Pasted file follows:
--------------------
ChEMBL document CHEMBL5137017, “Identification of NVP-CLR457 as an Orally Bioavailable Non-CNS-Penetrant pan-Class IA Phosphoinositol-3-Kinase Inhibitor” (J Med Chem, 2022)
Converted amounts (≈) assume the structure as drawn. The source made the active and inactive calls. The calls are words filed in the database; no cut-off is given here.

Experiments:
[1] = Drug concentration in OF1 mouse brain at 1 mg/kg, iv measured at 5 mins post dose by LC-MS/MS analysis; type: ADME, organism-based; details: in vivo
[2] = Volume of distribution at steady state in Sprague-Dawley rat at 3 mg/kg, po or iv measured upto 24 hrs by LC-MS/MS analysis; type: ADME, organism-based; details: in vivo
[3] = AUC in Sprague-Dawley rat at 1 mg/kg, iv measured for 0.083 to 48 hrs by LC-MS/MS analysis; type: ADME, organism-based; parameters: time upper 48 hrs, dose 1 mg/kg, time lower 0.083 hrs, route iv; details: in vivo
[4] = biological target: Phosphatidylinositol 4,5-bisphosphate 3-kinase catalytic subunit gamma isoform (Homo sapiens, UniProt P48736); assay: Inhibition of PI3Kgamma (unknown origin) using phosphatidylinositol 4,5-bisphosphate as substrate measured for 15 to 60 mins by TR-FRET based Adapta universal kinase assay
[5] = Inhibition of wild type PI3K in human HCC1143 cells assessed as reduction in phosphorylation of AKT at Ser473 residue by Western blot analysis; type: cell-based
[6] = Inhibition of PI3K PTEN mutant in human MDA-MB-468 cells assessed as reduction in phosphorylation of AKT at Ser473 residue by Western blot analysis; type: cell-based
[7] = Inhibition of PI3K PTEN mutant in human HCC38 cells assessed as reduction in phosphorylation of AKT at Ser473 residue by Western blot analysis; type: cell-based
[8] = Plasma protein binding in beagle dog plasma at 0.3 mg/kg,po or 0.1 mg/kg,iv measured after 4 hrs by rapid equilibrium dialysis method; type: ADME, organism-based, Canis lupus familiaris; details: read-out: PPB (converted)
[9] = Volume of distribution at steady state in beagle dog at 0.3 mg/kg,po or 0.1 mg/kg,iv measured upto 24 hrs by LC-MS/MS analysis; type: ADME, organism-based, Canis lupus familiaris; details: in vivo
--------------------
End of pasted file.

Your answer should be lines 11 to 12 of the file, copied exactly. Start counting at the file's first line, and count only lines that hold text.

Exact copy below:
[8] = Plasma protein binding in beagle dog plasma at 0.3 mg/kg,po or 0.1 mg/kg,iv measured after 4 hrs by rapid equilibrium dialysis method; type: ADME, organism-based, Canis lupus familiaris; details: read-out: PPB (converted)
[9] = Volume of distribution at steady state in beagle dog at 0.3 mg/kg,po or 0.1 mg/kg,iv measured upto 24 hrs by LC-MS/MS analysis; type: ADME, organism-based, Canis lupus familiaris; details: in vivo